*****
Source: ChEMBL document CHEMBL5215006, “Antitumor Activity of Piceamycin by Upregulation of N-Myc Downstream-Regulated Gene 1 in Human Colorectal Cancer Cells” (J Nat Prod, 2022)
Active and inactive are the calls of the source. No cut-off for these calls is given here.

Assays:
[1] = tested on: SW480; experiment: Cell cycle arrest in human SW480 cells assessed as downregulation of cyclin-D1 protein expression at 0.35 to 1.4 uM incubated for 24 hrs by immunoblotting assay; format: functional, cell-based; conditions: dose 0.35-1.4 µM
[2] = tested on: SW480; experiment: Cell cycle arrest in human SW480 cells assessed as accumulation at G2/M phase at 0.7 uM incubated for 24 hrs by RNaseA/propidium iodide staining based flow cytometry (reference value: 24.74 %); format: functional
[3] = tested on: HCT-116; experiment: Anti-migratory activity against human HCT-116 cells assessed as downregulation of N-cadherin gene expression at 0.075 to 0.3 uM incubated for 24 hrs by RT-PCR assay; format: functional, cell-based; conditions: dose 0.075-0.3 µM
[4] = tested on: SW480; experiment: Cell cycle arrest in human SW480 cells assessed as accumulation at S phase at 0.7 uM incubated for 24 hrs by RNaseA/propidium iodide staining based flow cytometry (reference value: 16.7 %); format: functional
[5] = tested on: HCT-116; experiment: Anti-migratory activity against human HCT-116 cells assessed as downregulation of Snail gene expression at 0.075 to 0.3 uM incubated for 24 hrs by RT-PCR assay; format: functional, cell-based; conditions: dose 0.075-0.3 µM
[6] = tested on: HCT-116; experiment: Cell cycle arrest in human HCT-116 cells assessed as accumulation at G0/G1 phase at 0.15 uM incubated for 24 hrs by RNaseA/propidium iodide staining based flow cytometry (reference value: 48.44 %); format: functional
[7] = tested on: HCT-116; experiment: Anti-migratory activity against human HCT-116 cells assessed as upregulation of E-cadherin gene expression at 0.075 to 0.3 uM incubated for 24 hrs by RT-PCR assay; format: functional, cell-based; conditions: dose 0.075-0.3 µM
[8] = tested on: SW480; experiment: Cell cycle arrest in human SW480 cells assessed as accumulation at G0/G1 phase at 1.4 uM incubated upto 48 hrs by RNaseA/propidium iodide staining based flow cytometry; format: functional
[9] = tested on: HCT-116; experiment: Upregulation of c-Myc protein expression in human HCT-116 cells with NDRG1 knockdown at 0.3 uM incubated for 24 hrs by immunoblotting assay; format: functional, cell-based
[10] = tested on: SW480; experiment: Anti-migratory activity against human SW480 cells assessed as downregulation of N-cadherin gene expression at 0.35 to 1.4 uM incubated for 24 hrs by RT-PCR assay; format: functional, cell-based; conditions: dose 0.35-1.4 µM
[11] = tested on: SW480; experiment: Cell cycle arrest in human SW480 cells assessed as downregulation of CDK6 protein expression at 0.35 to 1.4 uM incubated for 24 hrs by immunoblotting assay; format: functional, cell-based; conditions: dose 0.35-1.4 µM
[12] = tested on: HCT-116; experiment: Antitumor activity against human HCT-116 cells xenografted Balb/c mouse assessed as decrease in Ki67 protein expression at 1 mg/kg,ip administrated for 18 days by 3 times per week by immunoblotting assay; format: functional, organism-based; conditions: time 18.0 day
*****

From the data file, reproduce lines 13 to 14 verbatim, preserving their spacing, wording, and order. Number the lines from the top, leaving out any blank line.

[10] = tested on: SW480; experiment: Anti-migratory activity against human SW480 cells assessed as downregulation of N-cadherin gene expression at 0.35 to 1.4 uM incubated for 24 hrs by RT-PCR assay; format: functional, cell-based; conditions: dose 0.35-1.4 µM
[11] = tested on: SW480; experiment: Cell cycle arrest in human SW480 cells assessed as downregulation of CDK6 protein expression at 0.35 to 1.4 uM incubated for 24 hrs by immunoblotting assay; format: functional, cell-based; conditions: dose 0.35-1.4 µM